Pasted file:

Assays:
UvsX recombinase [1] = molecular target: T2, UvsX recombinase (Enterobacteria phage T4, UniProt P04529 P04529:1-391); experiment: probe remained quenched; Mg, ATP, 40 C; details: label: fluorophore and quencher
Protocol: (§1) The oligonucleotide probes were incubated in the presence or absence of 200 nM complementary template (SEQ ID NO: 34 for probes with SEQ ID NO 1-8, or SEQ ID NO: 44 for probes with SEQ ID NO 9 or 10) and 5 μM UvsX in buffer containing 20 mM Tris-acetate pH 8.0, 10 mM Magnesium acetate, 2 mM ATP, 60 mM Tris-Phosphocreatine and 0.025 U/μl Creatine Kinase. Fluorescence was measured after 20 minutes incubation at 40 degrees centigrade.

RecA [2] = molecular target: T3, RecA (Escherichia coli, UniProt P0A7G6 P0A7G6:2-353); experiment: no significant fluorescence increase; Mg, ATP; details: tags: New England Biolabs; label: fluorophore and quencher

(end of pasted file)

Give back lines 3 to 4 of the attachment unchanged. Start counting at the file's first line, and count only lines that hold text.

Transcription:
Protocol: (§1) The oligonucleotide probes were incubated in the presence or absence of 200 nM complementary template (SEQ ID NO: 34 for probes with SEQ ID NO 1-8, or SEQ ID NO: 44 for probes with SEQ ID NO 9 or 10) and 5 μM UvsX in buffer containing 20 mM Tris-acetate pH 8.0, 10 mM Magnesium acetate, 2 mM ATP, 60 mM Tris-Phosphocreatine and 0.025 U/μl Creatine Kinase. Fluorescence was measured after 20 minutes incubation at 40 degrees centigrade.

RecA [2] = molecular target: T3, RecA (Escherichia coli, UniProt P0A7G6 P0A7G6:2-353); experiment: no significant fluorescence increase; Mg, ATP; details: tags: New England Biolabs; label: fluorophore and quencher